Capitulation of Discourse | catalogue essay, GAGPROJECTS, 15 Oct-16 Nov 2014

Capitulation of Discourse | catalogue essay, GAGPROJECTS, 15 Oct-16 Nov 2014

The chaotic and dynamic systems in Hassan’s work do not conform to notions of abstraction in the traditional sense, instead they are reproductions of events that we don’t often see, extracting abstract models through processes of imitation more akin to neoclassicism. Representing nothing but themselves they suggest that to represent means to value, consequently excluding the other. His works open doors towards the mathematically elegant foundation of all.

A new series of ten large photographs and a three channel video installation form Hassan’s 5th show at GAGPROJECTS: Organic Occurrences Forming Within The Grey Zones Of Pre-existing Regimes advances Hassan’s research in translating events within silent structures. Here a collection of aleatory images of fluid paint have been circumscribed within the proportions of a Fibonacci rectangle, and later dissected by it and by various arrangements of Lemoine’s geometric construction of the golden ratio.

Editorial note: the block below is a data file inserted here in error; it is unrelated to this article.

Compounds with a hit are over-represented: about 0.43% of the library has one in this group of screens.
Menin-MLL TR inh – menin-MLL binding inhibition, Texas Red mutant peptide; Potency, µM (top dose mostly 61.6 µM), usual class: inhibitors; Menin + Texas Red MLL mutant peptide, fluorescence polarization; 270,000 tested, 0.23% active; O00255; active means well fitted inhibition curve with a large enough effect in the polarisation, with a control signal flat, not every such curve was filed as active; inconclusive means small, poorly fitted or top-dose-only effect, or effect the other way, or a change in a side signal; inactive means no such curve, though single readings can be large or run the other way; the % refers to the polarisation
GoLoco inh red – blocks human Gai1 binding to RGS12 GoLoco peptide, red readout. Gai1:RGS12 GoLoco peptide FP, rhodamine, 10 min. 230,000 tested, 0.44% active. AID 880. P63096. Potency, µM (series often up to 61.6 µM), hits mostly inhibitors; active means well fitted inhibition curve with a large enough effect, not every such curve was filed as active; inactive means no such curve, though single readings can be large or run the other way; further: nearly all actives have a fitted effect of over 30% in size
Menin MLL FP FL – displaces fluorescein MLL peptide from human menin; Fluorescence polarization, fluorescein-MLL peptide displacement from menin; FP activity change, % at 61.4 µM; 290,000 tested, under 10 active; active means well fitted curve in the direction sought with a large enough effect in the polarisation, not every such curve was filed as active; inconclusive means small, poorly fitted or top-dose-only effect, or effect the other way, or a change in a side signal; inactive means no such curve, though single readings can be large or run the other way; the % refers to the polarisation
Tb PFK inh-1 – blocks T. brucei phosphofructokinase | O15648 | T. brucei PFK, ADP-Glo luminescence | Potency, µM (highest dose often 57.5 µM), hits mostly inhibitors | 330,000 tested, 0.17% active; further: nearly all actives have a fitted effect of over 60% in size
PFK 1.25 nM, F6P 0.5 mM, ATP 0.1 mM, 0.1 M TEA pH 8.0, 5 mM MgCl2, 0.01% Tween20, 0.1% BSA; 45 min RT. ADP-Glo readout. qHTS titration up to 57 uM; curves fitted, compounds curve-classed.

The geometric and organic sections come together to recompose the topology of an unknown territory, escaping definition; the sectioning affects the plasticity of the fixed image to form and deform further images within the complex maps and into our imagination. What we first see in these large photographs is only the surface of a much deeper ground, a virtual space where the point of view of the structure and that of the event, including the event of our viewing, converge. Thus the frame becomes a portal into the structure; into the environmental magic of the work, an access into a space of singularity far from discourse.